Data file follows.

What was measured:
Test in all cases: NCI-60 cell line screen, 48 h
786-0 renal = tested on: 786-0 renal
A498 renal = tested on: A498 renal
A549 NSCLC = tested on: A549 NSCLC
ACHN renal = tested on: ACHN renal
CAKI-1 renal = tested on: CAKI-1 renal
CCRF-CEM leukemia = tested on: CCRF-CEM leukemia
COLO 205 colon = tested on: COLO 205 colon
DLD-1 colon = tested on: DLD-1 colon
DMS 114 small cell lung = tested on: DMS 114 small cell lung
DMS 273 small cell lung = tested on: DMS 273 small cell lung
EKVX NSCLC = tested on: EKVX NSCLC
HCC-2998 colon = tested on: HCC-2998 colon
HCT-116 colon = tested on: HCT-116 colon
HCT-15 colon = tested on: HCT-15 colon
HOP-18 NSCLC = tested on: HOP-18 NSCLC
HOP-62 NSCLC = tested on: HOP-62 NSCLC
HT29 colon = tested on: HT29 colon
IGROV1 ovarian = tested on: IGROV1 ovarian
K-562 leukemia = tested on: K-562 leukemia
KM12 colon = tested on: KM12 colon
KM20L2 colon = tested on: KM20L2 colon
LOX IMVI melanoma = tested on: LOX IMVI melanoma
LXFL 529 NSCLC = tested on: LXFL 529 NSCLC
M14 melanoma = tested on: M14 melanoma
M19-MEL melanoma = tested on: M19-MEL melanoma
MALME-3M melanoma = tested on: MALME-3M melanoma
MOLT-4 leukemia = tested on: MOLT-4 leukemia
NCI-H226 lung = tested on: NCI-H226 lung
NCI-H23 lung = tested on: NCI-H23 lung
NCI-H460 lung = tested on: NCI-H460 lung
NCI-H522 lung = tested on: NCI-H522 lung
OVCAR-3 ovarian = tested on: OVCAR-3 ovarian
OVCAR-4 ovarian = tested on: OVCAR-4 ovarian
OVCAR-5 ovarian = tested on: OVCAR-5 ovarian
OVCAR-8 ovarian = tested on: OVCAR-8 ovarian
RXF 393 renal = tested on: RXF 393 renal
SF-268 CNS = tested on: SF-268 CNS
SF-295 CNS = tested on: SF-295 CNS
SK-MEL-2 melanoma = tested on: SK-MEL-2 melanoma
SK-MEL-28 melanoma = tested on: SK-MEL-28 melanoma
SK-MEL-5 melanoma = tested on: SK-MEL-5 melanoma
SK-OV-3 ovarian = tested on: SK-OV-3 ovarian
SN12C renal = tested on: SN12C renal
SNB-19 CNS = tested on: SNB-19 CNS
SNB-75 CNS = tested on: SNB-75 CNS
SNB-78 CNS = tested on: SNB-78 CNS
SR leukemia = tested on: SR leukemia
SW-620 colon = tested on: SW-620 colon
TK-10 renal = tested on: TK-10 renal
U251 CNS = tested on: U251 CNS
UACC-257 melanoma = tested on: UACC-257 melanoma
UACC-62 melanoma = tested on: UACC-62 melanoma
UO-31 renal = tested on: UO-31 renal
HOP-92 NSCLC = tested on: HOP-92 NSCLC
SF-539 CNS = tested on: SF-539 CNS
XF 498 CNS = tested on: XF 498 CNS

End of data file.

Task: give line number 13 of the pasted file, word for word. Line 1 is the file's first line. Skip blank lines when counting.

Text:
EKVX NSCLC = tested on: EKVX NSCLC